advertisement
advertisement
advertisement

Huawei: 70% of Carbon Emissions During Products’ Lifespan Your Fault

Chinese mobile device manufacturer Huawei has taken the unusual step of thoroughly auditing where the worst polluting happens for its products, and concluded that it’s mostly from end users.

Huawei green

advertisement
advertisement

Chinese mobile device manufacturer Huawei has taken the unusual step of thoroughly auditing where the worst polluting happens for its products, and concluded that it’s mostly your–the end-user consumer’s–fault.

Huawei’s one of those companies that probably plays a big role in your life without you realizing it: It’s behind many of those 3G USB sticks that’re enabling the 3G mobile broadband revolution, for one. It’s also a firm that sells its products by the million globally, and it takes its global environmental responsibility pretty seriously. For example, it’s been undertaking a multi-year study into how its factories and products impact the environment throughout their lifespan.

The conclusion of the Lifecycle Assessment study found that 70% of a product’s carbon emissions occur during the portion of its life when it’s in use. Meanwhile, all the plastic heating, injection molding, transportation of numerous components, and soldering that go into putting the things together contribute less than 30% of a product’s carbon emission footprint. That 70% is your responsibility, and comes from the energy each USB stick (or, in the case of bigger Huawei gear like the hardware inside a cell tower, the transmitters, and data processors) sups from the national grid via your laptop’s battery.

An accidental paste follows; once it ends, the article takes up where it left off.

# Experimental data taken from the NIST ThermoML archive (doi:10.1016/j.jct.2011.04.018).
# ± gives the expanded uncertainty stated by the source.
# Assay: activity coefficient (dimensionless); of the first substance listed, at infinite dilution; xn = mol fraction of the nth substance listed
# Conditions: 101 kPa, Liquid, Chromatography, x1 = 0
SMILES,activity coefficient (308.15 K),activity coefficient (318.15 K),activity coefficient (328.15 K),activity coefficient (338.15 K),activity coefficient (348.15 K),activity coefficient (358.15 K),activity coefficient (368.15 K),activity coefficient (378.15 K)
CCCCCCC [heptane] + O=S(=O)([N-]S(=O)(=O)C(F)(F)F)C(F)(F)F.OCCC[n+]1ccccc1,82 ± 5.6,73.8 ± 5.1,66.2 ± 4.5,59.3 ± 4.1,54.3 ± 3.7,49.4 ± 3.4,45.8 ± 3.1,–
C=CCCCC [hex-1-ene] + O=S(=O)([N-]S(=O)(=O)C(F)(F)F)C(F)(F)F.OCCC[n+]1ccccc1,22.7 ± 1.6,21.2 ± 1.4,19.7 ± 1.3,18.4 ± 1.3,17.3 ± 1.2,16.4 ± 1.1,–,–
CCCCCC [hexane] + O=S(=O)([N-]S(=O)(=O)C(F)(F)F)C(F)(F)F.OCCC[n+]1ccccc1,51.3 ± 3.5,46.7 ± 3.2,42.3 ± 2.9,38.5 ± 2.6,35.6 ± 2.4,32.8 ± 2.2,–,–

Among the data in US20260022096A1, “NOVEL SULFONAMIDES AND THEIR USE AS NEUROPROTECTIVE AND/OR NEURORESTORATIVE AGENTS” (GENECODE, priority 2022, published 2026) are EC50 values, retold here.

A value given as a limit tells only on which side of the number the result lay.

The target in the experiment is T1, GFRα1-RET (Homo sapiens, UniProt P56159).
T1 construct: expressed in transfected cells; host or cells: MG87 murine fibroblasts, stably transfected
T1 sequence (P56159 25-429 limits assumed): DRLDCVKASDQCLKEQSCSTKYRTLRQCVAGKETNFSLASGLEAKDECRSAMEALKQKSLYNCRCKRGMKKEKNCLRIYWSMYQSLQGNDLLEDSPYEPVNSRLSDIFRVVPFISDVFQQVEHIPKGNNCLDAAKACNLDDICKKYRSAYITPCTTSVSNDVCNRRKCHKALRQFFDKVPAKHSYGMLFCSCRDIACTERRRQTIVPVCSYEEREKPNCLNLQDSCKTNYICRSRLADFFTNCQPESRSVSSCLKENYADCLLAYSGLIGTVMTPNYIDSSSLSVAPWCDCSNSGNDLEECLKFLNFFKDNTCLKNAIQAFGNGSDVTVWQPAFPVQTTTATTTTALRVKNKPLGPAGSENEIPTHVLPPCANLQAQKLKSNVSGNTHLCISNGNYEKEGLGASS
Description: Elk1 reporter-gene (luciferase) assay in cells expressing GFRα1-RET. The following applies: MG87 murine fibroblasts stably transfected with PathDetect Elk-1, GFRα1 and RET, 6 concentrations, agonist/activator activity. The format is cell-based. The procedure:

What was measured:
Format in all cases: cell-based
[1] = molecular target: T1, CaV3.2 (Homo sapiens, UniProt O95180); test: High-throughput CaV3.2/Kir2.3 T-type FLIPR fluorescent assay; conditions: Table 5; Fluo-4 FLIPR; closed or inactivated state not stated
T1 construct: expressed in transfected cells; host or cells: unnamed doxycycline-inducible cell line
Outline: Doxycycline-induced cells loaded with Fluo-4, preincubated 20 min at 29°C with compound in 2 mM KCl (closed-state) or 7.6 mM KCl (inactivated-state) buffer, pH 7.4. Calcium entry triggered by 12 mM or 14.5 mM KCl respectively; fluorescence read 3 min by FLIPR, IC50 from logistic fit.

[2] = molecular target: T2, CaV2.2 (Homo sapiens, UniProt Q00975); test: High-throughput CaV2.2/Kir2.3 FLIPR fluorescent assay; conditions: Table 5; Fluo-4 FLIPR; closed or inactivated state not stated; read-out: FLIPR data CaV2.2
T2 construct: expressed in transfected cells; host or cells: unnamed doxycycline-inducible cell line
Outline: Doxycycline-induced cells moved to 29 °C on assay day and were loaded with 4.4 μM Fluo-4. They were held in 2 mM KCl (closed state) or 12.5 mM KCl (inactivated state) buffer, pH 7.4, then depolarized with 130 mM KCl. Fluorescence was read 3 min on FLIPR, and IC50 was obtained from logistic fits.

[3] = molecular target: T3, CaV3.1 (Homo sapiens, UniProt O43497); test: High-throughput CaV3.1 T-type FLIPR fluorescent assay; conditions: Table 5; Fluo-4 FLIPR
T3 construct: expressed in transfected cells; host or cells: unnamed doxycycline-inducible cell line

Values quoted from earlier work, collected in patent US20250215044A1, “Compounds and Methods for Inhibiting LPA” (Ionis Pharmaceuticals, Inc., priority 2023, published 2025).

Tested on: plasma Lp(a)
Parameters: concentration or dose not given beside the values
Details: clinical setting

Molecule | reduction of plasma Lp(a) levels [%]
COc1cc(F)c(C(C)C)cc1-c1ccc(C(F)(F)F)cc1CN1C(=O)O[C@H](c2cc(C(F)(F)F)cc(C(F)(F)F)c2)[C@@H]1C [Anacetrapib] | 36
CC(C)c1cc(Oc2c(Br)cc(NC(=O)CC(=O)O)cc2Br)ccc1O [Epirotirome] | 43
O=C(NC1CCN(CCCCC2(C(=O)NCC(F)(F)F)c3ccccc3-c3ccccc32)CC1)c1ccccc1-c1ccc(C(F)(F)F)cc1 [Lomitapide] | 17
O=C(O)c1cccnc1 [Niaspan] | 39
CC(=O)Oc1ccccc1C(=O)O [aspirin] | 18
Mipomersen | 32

The findings represent an impressive tick in Huawei’s green credential’s box since the company is committed to reducing the physical impact of its operations at all levels–even while they’re in the greasy mitts of the average consumer. Also, it tells us that we’ll be seeing many more devices arriving that operate on a similar principle to Apple’s strange new rechargeable battery charger. This device claims to draw just 10% of the current of other brand chargers when it’s trickle charging batteries right at the top of their charge cycle–around 3mW versus 30mW. It’s a subtle difference, but if you multiply it by the millions of devices Apple, or Huawei sell annually there’s a measurable positive environmental impact.

And with Huawei busy envisioning a very highly wireless-tech-integrated future for all our lifestyles, the green impact of each gizmo is going to be important:

advertisement

To keep up with this news, follow me, Kit Eaton, on Twitter.

advertisement
advertisement

About the author

I'm covering the science/tech/generally-exciting-and-innovative beat for Fast Company. Follow me on Twitter, or Google+ and you'll hear tons of interesting stuff, I promise. I've also got a PhD, and worked in such roles as professional scientist and theater technician...thankfully avoiding jobs like bodyguard and chicken shed-cleaner (bonus points if you get that reference!)

More